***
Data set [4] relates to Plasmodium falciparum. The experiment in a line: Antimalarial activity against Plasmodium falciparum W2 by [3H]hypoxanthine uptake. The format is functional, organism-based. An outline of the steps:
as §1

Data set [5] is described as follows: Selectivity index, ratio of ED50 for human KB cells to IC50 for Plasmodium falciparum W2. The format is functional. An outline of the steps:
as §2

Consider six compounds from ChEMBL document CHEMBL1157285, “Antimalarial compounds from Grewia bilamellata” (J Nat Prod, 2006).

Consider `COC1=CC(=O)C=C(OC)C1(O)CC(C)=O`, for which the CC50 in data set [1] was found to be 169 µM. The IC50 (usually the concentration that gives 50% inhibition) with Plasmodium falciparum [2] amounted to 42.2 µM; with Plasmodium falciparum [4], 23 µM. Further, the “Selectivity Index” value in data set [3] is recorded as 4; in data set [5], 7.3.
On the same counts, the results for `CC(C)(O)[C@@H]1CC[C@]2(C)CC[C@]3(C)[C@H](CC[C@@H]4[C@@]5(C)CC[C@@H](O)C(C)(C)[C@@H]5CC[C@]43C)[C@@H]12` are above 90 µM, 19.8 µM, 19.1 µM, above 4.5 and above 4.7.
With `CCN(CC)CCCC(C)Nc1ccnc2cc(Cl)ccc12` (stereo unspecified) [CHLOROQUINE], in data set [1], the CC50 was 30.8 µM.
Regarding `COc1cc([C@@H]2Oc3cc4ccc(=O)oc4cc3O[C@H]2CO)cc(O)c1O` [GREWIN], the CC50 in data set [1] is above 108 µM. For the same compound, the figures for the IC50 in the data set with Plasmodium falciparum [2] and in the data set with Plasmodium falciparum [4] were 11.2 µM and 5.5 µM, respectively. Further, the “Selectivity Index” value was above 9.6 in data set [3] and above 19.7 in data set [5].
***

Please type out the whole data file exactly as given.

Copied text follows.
Data set [4] relates to Plasmodium falciparum. The experiment in a line: Antimalarial activity against Plasmodium falciparum W2 by [3H]hypoxanthine uptake. The format is functional, organism-based. An outline of the steps:
as §1

Data set [5] is described as follows: Selectivity index, ratio of ED50 for human KB cells to IC50 for Plasmodium falciparum W2. The format is functional. An outline of the steps:
as §2

Consider six compounds from ChEMBL document CHEMBL1157285, “Antimalarial compounds from Grewia bilamellata” (J Nat Prod, 2006).

Consider `COC1=CC(=O)C=C(OC)C1(O)CC(C)=O`, for which the CC50 in data set [1] was found to be 169 µM. The IC50 (usually the concentration that gives 50% inhibition) with Plasmodium falciparum [2] amounted to 42.2 µM; with Plasmodium falciparum [4], 23 µM. Further, the “Selectivity Index” value in data set [3] is recorded as 4; in data set [5], 7.3.
On the same counts, the results for `CC(C)(O)[C@@H]1CC[C@]2(C)CC[C@]3(C)[C@H](CC[C@@H]4[C@@]5(C)CC[C@@H](O)C(C)(C)[C@@H]5CC[C@]43C)[C@@H]12` are above 90 µM, 19.8 µM, 19.1 µM, above 4.5 and above 4.7.
With `CCN(CC)CCCC(C)Nc1ccnc2cc(Cl)ccc12` (stereo unspecified) [CHLOROQUINE], in data set [1], the CC50 was 30.8 µM.
Regarding `COc1cc([C@@H]2Oc3cc4ccc(=O)oc4cc3O[C@H]2CO)cc(O)c1O` [GREWIN], the CC50 in data set [1] is above 108 µM. For the same compound, the figures for the IC50 in the data set with Plasmodium falciparum [2] and in the data set with Plasmodium falciparum [4] were 11.2 µM and 5.5 µM, respectively. Further, the “Selectivity Index” value was above 9.6 in data set [3] and above 19.7 in data set [5].